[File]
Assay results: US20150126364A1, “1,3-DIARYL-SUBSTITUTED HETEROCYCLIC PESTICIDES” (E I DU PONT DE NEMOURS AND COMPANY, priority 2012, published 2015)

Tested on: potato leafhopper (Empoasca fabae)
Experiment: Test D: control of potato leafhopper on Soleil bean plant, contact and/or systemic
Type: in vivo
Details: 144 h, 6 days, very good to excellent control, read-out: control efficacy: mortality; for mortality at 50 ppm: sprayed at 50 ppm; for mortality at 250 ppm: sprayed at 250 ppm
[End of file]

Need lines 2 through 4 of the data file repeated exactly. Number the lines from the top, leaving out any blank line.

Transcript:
Tested on: potato leafhopper (Empoasca fabae)
Experiment: Test D: control of potato leafhopper on Soleil bean plant, contact and/or systemic
Type: in vivo